Appearing on CBS program Face the Nation on Sunday, Senator Lindsey Graham (R-SC) warned the House health reform legislation that passed Saturday night is a "disaster" for private choice, adding that he hopes and prays Democrats' reforms do not become law.
"The House bill is dead on arrival in the Senate," he said. "Just look at how it passed: it passed 220-215. ... You had 39 Democrats vote against the bill. They come from red states. Moderate Democrats from swing districts, they bailed out on the bill. It was a bill by liberals, for liberals."
However, one of the most well-known liberals in the U.S. House of Representatives, Congressman Dennis Kucinich, joined Republicans in refusing to vote for the bill.
"instead of working toward the elimination of for-profit insurance, H.R. 3962 would put the government in the role of accelerating the privatization of health care," Kucinich said, according to a press release by his office. "In H.R. 3962, the government is requiring at least 21 million Americans to buy private health insurance from the very industry that causes costs to be so high, which will result in at least $70 billion in new annual revenue, much of which is coming from taxpayers. This inevitably will lead to even more costs, more subsidies, and higher profits for insurance companies — a bailout under a blue cross."
Pressed by host Bob Schieffer, Graham did not specify whether or not he would join a threatened filibuster of the Senate's health reform legislation.
"Let me tell you why Joe [Lieberman] feels that way, and I do," he began. "The public option will destroy private health care. Nobody in this country in the insurance business can compete with a government-sponsored plan, with the government rights and benefits and politicians will never raise the premiums. It will be a death blow to private choice."
However, as Slate writer Timothy Noah noted: "A dispiriting analysis by the Congressional Budget Office [...] concluded that the Pelosi public option would charge premiums that were higher than those of its private-sector competitors, not lower, as anticipated. That's because the health reform bill, despite outlawing various cruel practices by private health insurers (rejecting customers based on pre-existing conditions, charging significantly higher premiums to individuals in high-risk demographic groups, voiding the policies of customers who get sick based on petty flaws in their paperwork), is not expected to eliminate all possible means health insurers have to avoid signing up people likely to incur high medical expenses. As a consequence, the public option will end up taking on a large proportion of people who need a great deal of medical care, thereby driving up premiums, a grim scenario anticipated months ago by Princeton sociologist Paul Starr."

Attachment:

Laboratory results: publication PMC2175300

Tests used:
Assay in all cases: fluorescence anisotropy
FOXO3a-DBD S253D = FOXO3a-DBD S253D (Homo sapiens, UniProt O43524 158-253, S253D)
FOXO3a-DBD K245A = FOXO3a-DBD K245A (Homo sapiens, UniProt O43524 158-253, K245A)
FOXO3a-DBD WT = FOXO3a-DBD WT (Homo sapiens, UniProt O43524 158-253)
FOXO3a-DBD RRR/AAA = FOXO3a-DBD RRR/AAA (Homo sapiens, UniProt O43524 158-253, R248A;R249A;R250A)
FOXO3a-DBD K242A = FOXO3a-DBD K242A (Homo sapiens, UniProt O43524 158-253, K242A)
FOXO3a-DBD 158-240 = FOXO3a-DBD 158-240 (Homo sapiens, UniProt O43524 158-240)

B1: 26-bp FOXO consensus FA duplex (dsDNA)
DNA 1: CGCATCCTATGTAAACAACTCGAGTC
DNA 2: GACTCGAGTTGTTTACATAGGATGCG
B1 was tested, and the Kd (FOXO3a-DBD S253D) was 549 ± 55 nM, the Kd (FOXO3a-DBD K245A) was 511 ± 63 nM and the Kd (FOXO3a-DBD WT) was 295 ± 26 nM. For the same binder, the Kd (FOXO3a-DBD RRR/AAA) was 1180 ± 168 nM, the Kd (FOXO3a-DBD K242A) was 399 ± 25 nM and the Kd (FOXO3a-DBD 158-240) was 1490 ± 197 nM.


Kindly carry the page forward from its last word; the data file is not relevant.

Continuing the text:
The otherwise anemic public insurance option was also assailed by Senator Lieberman (I-CT) on Sunday as "unnecessary" and something that was "put forward, I’m convinced, by people who really want the government to take over all of health insurance."
"I just think the construct, out in the House and what exists in the Senate is not gonna pass and I hope and pray it doesn't 'cause it'd be a disaster for the economy and for health care," Graham concluded.
During the same program, Schieffer asked Sen. Jack Reed (D-RI) if he believes Senate Democrats will have the 60 votes needed to overcome a potential filibuster staged over the public option. While he did not specifically say whether a public option would remain part of the bill, he did offer his support for it, adding: "I believe we are going to pass health care reform."
The United States has over 46 million uninsured citizens. A recent study by the American Journal of Public Health revealed that over 45,000 US citizens die each year because they do not have health insurance -- a figure higher than those killed by "terrorism, homicide, drunk driving and HIV combined," writer Holly Sklar noted.
This video is from CBS News' Face the Nation, broadcast Sunday, Nov. 8, 2009.
This video is from Fox News Sunday, broadcast Sunday, Nov. 8, 2009.